Emily’s work intends to encapsulate a semblance of sentimentality for the wearer, for example her lockets could contain the owner’s desired secret object. They are made from sterling silver with recycled 9ct gold safety chains and cast bone t-bar fastenings.
Emily can also personalise the outside of the locket by using a map of your own locality. The cylindrical lockets are etched with maps so you can pick a place that has a particular sentimental value which is a beautiful idea.
With her glass vessels Emily curates a microcosm of categorisation and observation, containing little creatures to inspect closer, as an amateur Victorian collector would do in a Wunderkammer or cabinet or curiosity.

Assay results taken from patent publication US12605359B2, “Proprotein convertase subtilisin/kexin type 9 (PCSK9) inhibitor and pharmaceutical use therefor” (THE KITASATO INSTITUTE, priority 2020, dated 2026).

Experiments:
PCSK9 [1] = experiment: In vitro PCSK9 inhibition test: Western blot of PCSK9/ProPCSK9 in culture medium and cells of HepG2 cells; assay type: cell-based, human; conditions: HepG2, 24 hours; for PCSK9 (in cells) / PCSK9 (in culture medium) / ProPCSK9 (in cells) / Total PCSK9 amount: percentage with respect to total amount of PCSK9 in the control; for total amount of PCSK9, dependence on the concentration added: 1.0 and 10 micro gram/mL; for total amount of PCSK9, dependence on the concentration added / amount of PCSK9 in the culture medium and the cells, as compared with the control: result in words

Emily also casts and hand forms a selection of Victorian objects of ritual and remembrance. Creating such carbon copies lessens their sentimental value, but allows the objects to be appreciated purely for their delicacy and aesthetic.
Emily’s aim is to produce pieces of hand crafted, wearable jewellery that are unique. All her pieces are completely bespoke and she only uses recycled precious metals and found objects where possible to make the individual pieces as ethical and sustainable as possible – something I wish would be done more often.
If Emily was not making gorgeous jewellery for a living she says she would without a doubt working for a film company in costume or props…..perhaps with a sideline in taxidermy!
Emily was once asked which celebrity she would love to see wearing her designs to a big event and she felt that someone eccentric like Daphne Guinness or Helena Bonham Carter would really do her nostalgic jewellery justice. I sincerely hope one day this happens for Emily so will be keeping my eye closely on that red carpet in the future!